Introduction to insurance coverage for employment practice claims
Depending on the types of allegations that are made in an employment discrimination claim, there may be other insurance coverage forms other than the Employment Practices Liability (“EPL”) policy that may provide insurance benefits for an employer or its employees.
Employers often believe that Commercial General Liability (“CGL”), Directors and Officers (“D&O”), Workers’ Compensation, and other types of insurance cover employment practices claims. This is usually the wrong assumption to make. These policies are often written on an “occurrence” basis—that means that they’re meant to insure any harm or damage that occurred during the policy period. This “occurrence” requirement raises the issue of whether an employment-related injury can be pin-pointed to an event or series of events that occurred within the period of time that’s covered by the insurance.
Additionally, CGL policies are not adequate to cover employment-related suits because these policies require that losses arise out of an unintended, unpredictable, or accidental event. This is a problem because employment-related incidents often do not occur accidentally; they happen intentionally. CGL policies also only cover bodily injury; they typically do not cover humiliation and mental damage, which are commonly alleged in employment practice cases. As a result, employment practices liability claims are usually excluded from CGL insurance coverage. Most importantly, many CGL policies now have a specific “Employment Related Practices Exclusion” provision for claims “arising out of” or “in the course of” employment.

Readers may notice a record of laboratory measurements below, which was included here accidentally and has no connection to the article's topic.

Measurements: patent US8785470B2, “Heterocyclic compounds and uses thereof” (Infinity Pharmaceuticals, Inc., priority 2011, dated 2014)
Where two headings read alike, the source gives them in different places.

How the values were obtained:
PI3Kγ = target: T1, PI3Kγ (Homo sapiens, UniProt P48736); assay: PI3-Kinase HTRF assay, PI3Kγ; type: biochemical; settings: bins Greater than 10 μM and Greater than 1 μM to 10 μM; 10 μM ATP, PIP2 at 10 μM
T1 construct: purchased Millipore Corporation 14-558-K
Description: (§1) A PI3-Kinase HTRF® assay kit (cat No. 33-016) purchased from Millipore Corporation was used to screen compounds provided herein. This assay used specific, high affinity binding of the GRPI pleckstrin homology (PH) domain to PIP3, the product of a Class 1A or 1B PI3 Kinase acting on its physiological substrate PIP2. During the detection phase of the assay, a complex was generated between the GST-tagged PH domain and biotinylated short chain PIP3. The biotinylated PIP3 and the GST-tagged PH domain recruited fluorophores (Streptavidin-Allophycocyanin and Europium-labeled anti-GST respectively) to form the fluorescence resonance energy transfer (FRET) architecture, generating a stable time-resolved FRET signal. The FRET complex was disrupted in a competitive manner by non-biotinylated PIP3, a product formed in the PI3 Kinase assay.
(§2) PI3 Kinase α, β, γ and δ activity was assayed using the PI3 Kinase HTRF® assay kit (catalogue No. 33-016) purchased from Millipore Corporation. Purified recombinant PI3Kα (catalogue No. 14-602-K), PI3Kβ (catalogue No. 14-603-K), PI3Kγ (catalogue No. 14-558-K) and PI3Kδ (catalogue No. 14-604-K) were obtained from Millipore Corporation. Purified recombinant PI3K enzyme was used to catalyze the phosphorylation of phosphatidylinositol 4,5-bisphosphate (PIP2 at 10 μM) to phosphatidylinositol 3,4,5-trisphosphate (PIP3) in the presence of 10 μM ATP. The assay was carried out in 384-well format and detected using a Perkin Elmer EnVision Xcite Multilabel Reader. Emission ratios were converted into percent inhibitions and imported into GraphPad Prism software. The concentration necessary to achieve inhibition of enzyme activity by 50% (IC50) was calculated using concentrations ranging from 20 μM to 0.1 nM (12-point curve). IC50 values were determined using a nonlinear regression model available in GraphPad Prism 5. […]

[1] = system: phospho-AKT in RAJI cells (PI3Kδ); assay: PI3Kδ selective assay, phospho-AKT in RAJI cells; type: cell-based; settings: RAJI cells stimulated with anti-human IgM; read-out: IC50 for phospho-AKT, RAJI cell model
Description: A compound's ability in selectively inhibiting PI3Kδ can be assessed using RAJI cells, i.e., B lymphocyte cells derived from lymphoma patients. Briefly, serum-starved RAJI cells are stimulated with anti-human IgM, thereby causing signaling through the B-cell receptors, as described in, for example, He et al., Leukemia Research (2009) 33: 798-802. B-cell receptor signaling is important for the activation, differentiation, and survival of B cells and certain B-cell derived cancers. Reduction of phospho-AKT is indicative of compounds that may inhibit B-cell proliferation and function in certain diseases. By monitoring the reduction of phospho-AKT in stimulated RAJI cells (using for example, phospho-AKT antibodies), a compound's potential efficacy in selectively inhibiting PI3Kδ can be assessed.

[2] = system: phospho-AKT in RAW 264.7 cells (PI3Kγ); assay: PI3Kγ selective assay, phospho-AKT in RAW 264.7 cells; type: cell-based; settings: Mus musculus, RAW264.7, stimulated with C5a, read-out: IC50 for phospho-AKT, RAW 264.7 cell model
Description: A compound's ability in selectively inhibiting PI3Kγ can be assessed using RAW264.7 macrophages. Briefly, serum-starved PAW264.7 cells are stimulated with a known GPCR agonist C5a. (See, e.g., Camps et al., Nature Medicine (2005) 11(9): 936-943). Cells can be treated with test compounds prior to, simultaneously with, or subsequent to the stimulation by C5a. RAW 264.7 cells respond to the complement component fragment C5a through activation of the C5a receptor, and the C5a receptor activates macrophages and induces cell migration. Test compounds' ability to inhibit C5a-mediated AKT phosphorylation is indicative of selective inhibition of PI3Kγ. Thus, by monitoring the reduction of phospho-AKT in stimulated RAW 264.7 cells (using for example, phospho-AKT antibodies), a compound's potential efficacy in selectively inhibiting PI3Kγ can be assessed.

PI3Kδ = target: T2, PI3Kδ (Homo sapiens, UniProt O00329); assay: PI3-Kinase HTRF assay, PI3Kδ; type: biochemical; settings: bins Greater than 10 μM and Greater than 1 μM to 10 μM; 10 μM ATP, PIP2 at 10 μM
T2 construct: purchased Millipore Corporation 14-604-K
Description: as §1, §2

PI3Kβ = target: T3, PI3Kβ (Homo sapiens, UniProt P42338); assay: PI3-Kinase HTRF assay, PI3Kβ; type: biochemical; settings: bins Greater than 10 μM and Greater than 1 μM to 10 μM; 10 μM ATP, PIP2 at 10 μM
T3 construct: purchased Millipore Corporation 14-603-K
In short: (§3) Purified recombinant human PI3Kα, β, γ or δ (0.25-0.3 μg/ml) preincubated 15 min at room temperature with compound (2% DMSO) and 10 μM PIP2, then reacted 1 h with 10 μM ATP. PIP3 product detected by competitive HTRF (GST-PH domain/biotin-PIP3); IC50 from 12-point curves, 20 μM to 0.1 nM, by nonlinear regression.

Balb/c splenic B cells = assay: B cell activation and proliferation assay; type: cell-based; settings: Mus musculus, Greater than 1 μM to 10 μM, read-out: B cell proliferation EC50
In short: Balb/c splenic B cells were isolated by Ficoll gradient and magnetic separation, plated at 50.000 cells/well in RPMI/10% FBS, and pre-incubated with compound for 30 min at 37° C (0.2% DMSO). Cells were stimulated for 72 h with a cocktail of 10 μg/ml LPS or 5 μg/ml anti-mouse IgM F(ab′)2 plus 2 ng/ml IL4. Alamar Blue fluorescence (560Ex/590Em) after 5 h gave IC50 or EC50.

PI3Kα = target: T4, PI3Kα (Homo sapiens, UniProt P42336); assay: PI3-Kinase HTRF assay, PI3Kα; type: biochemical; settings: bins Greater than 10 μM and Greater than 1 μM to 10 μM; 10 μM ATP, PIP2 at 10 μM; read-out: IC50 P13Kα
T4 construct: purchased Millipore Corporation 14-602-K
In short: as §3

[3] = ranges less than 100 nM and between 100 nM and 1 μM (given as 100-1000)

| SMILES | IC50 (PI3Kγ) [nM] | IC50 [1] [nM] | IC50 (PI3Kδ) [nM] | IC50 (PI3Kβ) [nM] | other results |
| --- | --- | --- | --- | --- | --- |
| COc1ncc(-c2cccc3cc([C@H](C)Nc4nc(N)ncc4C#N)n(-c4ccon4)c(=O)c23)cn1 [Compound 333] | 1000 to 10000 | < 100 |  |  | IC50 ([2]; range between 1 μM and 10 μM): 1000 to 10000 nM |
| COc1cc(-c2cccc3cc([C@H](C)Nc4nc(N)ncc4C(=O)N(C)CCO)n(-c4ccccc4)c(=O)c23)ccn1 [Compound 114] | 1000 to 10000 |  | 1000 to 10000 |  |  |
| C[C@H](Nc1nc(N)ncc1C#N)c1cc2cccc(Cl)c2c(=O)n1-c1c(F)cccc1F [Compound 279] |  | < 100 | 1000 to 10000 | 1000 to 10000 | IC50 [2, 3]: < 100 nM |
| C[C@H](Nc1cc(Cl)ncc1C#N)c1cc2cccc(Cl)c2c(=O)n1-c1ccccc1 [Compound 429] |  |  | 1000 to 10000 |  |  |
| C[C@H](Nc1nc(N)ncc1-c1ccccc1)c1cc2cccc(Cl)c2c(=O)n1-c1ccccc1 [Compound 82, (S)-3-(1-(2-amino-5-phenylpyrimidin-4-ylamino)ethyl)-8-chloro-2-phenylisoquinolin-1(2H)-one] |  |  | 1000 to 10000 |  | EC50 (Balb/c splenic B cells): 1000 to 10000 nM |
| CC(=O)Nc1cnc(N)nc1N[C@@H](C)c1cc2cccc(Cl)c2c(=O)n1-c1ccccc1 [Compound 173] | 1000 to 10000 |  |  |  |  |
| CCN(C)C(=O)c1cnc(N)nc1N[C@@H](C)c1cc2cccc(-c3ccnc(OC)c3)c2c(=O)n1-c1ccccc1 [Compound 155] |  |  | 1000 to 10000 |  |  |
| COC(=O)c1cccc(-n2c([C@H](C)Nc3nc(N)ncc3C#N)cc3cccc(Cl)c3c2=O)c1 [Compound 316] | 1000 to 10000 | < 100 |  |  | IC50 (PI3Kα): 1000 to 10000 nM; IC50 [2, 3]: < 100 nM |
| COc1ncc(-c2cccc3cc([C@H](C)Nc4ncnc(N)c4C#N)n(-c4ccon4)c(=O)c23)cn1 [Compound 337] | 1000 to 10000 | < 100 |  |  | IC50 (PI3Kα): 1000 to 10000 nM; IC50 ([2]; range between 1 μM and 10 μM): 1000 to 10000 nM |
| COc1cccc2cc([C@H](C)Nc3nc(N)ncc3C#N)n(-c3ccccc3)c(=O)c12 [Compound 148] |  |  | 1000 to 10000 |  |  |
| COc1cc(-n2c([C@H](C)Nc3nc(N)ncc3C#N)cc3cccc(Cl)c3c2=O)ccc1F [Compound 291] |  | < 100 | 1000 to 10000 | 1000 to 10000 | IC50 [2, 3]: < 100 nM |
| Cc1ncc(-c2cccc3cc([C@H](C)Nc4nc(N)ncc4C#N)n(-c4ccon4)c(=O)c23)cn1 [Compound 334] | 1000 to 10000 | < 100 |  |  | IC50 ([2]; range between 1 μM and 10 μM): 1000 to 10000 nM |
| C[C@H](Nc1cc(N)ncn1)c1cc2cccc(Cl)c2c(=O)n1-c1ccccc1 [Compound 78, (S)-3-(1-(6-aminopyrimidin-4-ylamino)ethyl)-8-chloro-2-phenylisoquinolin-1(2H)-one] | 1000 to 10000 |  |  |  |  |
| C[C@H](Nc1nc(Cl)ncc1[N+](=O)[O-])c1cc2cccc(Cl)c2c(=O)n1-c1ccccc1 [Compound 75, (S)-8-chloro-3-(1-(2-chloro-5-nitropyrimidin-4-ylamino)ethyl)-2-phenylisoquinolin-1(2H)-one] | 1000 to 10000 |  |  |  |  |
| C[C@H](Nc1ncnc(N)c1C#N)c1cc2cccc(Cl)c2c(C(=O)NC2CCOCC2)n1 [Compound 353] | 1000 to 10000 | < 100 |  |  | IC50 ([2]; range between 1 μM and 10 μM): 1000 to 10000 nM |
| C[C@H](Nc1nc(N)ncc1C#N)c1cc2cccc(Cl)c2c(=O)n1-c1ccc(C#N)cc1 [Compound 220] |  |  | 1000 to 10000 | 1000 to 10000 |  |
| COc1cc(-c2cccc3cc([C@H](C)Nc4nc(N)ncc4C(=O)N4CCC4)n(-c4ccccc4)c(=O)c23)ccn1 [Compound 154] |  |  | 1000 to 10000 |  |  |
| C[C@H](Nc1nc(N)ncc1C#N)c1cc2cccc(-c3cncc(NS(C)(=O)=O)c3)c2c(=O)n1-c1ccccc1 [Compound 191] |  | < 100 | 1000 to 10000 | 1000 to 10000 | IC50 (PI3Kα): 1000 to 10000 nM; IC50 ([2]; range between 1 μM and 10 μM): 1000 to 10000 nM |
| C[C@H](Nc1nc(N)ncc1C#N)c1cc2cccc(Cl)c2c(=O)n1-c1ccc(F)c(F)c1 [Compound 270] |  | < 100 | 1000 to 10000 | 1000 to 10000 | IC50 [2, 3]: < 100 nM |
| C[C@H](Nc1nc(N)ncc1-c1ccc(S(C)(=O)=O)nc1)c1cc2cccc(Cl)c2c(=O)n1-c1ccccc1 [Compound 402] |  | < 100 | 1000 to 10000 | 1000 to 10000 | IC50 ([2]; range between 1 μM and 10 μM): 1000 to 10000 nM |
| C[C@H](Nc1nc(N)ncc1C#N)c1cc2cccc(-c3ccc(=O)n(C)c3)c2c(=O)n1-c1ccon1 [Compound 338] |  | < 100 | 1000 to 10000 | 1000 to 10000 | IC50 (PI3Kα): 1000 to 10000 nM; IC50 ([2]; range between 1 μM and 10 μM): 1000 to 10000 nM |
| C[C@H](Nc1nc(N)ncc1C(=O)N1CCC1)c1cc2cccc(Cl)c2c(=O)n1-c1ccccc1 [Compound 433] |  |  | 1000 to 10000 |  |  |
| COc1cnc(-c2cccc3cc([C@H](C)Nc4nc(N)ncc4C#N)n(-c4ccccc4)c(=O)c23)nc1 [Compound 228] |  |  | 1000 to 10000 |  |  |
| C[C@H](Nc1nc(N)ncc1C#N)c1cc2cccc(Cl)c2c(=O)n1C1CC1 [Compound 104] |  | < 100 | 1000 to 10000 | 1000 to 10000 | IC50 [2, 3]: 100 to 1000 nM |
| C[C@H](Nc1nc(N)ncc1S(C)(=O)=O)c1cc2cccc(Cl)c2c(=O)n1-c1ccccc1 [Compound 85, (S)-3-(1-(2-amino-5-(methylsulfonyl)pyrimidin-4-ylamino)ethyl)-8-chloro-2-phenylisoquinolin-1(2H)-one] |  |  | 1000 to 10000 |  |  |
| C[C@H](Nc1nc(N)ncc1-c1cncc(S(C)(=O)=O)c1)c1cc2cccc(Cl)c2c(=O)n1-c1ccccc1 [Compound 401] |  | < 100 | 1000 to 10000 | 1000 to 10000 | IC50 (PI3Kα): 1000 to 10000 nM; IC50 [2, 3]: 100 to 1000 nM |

D&O insurance policies do not protect against many workplace claims, either. Inappropriate conduct (such as sexual harassment) typically is not within the scope of a D&O policy’s insuring agreement. D&O policies usually insure against wrongful conduct arising out of a company director’s or officer’s acts taken within his or her capacity as a director or officer. In harassment cases, the insurance company will argue that the employer is not protected by insurance because the wrongful conduct does not fit under these criteria. Perhaps most important is the fact that even if an individual is protected by a D&O policy, the company employer is not protected itself; “entity coverage” is typically limited to securities claims.
Workers’ Compensation insurance policies generally treat work-related claims as “bodily injury” and may not address non-physical aspects such as humiliation and emotional distress. Workers’ Compensation coverage relates specifically to the state’s statutory requirements for Workers’ Compensation, which excludes most employment practices liability claims.
The bottom line is that insurers will often bring up “coverage” issues when they are presented with employment-related claims on non-EPL insurance policies. At best, an employer may have to first make a decision on what kind of coverage to purchase before it addresses whether the actual employment-related claim has any merit/chance of sticking.
Types of policies that may provide coverage for employment practices claims:
Among the types of policies that may provide insurance coverage for employment practices claims are: